By Brian Arsenault
I ‘d like to write something about Jack Bruce dying. But I can’t. “Crossroads” keeps playing over and over again in my head. By the way, he is dead isn’t he? Not a hoax, like one report said.
I’d like to write something about Jack Bruce living. But I can’t. “I Feel Free” keeps playing in my head over and over again. Guess he’s free of this “mortal coil” now. I’d like to write something about Jack Bruce’s music. But I can’t. “Sunshine of Your Love” just seems so empty now. My head won’t play that one. ‘
I’ll say this. He and Ginger never did get along very well, they say, but I think “they” never heard them play together. Man, it was magic. Over, under, sideways. Just banging off each other and Eric and it was like a frigging 90 piece orchestra. I don’t really care if they didn’t say nice things to each other.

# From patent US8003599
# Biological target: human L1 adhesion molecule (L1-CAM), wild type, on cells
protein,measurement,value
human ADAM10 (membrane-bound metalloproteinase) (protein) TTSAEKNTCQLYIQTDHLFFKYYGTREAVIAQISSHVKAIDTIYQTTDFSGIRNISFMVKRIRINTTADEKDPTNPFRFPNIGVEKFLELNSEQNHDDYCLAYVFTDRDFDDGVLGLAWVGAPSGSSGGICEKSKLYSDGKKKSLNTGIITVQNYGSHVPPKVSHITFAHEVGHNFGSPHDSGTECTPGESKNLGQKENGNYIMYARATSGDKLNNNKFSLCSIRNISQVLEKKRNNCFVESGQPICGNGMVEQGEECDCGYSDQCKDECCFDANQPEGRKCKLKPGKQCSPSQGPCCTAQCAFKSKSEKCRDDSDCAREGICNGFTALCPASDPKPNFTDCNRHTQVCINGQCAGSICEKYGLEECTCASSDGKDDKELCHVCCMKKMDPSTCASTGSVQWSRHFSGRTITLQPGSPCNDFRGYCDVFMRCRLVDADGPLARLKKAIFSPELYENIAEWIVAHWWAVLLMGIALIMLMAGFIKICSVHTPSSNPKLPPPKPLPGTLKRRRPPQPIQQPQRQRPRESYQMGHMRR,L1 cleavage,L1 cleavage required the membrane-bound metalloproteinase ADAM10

This Wall Street stock trader I know saw one of the Cream reunion shows in New York about a decade ago and said Bruce and Baker yelled at each other between just about every song. Then just nailed it when the next song began.
Yeah, yeah Clapton has gone on to be a mega rock star, but was he ever as good as when Cream was soaring in concert or dazzling in the studio. Cream was one of the last rock “bands,” you know, not just a front man with some sidemen but a fully integrated organism where the disparate parts blended together to create a single identifiable sound.
Individually, Bruce, along with John Entwistle between them developed rock’s lead bass to a fine art form. They could play under but they could also play over. They could follow or blaze the trail. The Ox is gone too. So’s Noel Redding.
Damn, I guess somebody’s gonna die from that era about every month now. Hope it’s not every week. Too damn depressing.
I’d like to write something about Jack Bruce living. But I guess the hoax stories were the real hoax and he really is dead. Damn.
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Photos by Bonnie Perkinson were taken at the 2012 Playboy Jazz Festival, in Jack Bruce’s last appearance in Los Angeles.